The Trox-2 Hox/ParaHox gene of Trichoplax (Placozoa) marks an epithelial boundary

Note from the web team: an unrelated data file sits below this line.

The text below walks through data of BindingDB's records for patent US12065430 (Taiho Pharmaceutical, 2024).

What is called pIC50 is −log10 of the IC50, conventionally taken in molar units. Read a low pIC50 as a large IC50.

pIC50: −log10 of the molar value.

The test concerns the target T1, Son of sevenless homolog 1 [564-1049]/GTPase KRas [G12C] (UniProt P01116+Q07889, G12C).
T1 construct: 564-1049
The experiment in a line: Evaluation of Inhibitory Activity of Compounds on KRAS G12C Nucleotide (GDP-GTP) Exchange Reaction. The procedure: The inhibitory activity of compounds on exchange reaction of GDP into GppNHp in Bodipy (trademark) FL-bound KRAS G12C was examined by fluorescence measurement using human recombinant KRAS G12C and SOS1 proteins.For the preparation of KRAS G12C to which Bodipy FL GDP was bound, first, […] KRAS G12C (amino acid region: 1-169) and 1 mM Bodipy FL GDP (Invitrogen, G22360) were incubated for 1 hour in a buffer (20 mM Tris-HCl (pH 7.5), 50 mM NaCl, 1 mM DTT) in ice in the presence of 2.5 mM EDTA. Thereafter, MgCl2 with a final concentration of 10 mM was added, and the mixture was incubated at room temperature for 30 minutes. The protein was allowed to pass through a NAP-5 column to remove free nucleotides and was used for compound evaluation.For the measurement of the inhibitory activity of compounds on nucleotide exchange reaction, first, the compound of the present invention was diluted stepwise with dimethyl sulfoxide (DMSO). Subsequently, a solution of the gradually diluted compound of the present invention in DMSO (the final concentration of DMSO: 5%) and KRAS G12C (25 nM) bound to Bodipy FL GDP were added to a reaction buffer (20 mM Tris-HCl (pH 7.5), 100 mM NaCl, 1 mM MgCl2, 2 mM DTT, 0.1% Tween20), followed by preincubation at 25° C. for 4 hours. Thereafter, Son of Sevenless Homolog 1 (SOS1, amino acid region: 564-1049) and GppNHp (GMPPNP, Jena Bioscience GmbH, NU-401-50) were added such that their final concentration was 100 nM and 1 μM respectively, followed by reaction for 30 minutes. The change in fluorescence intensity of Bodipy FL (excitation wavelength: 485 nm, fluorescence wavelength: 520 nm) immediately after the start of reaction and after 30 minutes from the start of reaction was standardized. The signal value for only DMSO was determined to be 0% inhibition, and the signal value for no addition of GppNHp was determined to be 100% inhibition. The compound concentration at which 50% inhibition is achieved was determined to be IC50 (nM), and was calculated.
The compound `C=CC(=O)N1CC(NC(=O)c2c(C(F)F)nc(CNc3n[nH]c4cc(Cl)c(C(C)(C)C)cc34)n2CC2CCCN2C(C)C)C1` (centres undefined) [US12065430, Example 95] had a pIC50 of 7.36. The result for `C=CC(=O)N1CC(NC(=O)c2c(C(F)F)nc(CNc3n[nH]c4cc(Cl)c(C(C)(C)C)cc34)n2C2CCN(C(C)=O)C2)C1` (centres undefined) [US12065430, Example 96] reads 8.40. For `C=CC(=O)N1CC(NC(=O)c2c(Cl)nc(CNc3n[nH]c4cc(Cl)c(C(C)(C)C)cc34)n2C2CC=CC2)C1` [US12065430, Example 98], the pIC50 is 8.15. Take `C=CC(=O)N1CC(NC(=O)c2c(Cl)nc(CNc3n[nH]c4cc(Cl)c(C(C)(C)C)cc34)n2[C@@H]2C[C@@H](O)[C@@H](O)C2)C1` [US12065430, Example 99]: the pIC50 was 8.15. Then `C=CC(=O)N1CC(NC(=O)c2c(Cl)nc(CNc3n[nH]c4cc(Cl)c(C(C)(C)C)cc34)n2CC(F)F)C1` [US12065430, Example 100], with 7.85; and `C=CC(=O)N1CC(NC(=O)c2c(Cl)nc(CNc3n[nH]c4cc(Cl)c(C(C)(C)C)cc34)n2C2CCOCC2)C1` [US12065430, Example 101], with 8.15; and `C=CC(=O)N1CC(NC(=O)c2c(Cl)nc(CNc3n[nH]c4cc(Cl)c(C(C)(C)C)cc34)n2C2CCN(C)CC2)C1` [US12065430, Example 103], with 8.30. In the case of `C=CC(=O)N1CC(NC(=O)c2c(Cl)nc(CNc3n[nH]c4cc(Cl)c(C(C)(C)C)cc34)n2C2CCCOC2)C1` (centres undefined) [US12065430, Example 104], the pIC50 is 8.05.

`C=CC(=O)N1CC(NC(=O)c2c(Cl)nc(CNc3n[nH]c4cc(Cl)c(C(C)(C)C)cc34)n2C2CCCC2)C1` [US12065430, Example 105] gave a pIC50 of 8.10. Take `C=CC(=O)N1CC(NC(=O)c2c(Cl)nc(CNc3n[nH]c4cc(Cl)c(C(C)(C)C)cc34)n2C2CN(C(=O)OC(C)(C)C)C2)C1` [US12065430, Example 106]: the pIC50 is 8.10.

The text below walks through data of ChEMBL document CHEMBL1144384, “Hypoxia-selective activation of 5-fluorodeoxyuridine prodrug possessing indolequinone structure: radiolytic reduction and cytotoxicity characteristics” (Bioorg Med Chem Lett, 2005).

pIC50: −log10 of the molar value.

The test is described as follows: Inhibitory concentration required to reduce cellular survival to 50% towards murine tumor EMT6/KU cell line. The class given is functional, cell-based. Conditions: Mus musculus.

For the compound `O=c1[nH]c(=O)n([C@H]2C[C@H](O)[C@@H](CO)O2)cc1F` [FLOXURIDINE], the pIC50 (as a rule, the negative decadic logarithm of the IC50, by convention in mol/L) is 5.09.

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Hox and ParaHox genes are implicated in axial patterning of cnidarians and bilaterians, and are thought to have originated by tandem duplication of a single “ProtoHox” gene followed by duplication of the resultant gene cluster. It is unclear what the ancestral role of Hox/ParaHox genes was before the divergence of Cnidaria and Bilateria, or what roles the postulated ProtoHox gene(s) played. Here we describe the full coding region, spatial expression and function of Trox-2, the single Hox/ParaHox-type gene identified in Trichoplax adhaerens (phylum Placozoa) and either a candidate ProtoHox or a ParaHox gene. Trox-2 is expressed in a ring around the periphery of Trichoplax, in small cells located between the outer margins of the upper and lower epithelial cell layers. Inhibition of Trox-2 function, either by uptake of morpholino antisense oligonucleotides or by RNA interference, causes complete cessation of growth and binary fission. We speculate that Trox-2 functions within a hitherto unrecognized population of possibly multipotential peripheral stem cells that contribute to differentiated cells at the epithelial boundary of Trichoplax.